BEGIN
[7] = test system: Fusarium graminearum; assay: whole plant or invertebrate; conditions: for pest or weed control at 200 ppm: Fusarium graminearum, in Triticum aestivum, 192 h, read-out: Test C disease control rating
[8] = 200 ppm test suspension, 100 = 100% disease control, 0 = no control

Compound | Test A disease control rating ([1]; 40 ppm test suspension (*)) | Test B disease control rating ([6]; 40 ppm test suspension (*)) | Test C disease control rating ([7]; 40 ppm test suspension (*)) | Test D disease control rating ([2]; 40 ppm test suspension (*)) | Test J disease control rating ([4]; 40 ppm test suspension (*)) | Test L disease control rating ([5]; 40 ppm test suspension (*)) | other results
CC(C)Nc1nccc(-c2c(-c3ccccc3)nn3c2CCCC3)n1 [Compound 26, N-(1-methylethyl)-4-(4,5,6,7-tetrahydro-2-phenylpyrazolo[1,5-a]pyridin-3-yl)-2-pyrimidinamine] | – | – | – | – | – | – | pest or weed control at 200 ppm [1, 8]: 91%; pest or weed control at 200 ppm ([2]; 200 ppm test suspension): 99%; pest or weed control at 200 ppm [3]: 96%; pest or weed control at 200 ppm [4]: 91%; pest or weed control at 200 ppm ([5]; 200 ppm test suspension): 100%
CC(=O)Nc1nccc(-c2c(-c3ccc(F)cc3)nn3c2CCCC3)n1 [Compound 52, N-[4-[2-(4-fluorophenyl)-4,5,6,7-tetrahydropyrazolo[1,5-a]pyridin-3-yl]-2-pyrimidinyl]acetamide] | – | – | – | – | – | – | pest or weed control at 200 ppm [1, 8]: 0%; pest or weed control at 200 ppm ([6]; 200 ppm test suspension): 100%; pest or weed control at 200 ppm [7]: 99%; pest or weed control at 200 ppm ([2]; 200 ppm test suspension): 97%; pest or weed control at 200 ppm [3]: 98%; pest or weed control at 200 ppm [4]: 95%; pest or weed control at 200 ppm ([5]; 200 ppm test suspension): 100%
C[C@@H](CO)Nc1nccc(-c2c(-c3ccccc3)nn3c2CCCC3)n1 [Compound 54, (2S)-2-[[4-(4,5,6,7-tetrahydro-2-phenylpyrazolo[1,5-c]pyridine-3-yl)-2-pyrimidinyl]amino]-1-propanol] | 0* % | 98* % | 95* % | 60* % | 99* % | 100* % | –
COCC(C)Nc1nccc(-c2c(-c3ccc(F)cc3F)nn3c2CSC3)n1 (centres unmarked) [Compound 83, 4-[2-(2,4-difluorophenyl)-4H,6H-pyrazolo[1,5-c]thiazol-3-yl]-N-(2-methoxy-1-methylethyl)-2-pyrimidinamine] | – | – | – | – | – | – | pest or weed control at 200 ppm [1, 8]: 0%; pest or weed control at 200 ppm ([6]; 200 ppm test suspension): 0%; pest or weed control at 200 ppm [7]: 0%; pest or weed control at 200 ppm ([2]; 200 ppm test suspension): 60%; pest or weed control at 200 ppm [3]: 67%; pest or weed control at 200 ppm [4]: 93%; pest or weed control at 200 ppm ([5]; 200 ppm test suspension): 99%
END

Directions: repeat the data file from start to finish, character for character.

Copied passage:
[7] = test system: Fusarium graminearum; assay: whole plant or invertebrate; conditions: for pest or weed control at 200 ppm: Fusarium graminearum, in Triticum aestivum, 192 h, read-out: Test C disease control rating
[8] = 200 ppm test suspension, 100 = 100% disease control, 0 = no control

Compound | Test A disease control rating ([1]; 40 ppm test suspension (*)) | Test B disease control rating ([6]; 40 ppm test suspension (*)) | Test C disease control rating ([7]; 40 ppm test suspension (*)) | Test D disease control rating ([2]; 40 ppm test suspension (*)) | Test J disease control rating ([4]; 40 ppm test suspension (*)) | Test L disease control rating ([5]; 40 ppm test suspension (*)) | other results
CC(C)Nc1nccc(-c2c(-c3ccccc3)nn3c2CCCC3)n1 [Compound 26, N-(1-methylethyl)-4-(4,5,6,7-tetrahydro-2-phenylpyrazolo[1,5-a]pyridin-3-yl)-2-pyrimidinamine] | – | – | – | – | – | – | pest or weed control at 200 ppm [1, 8]: 91%; pest or weed control at 200 ppm ([2]; 200 ppm test suspension): 99%; pest or weed control at 200 ppm [3]: 96%; pest or weed control at 200 ppm [4]: 91%; pest or weed control at 200 ppm ([5]; 200 ppm test suspension): 100%
CC(=O)Nc1nccc(-c2c(-c3ccc(F)cc3)nn3c2CCCC3)n1 [Compound 52, N-[4-[2-(4-fluorophenyl)-4,5,6,7-tetrahydropyrazolo[1,5-a]pyridin-3-yl]-2-pyrimidinyl]acetamide] | – | – | – | – | – | – | pest or weed control at 200 ppm [1, 8]: 0%; pest or weed control at 200 ppm ([6]; 200 ppm test suspension): 100%; pest or weed control at 200 ppm [7]: 99%; pest or weed control at 200 ppm ([2]; 200 ppm test suspension): 97%; pest or weed control at 200 ppm [3]: 98%; pest or weed control at 200 ppm [4]: 95%; pest or weed control at 200 ppm ([5]; 200 ppm test suspension): 100%
C[C@@H](CO)Nc1nccc(-c2c(-c3ccccc3)nn3c2CCCC3)n1 [Compound 54, (2S)-2-[[4-(4,5,6,7-tetrahydro-2-phenylpyrazolo[1,5-c]pyridine-3-yl)-2-pyrimidinyl]amino]-1-propanol] | 0* % | 98* % | 95* % | 60* % | 99* % | 100* % | –
COCC(C)Nc1nccc(-c2c(-c3ccc(F)cc3F)nn3c2CSC3)n1 (centres unmarked) [Compound 83, 4-[2-(2,4-difluorophenyl)-4H,6H-pyrazolo[1,5-c]thiazol-3-yl]-N-(2-methoxy-1-methylethyl)-2-pyrimidinamine] | – | – | – | – | – | – | pest or weed control at 200 ppm [1, 8]: 0%; pest or weed control at 200 ppm ([6]; 200 ppm test suspension): 0%; pest or weed control at 200 ppm [7]: 0%; pest or weed control at 200 ppm ([2]; 200 ppm test suspension): 60%; pest or weed control at 200 ppm [3]: 67%; pest or weed control at 200 ppm [4]: 93%; pest or weed control at 200 ppm ([5]; 200 ppm test suspension): 99%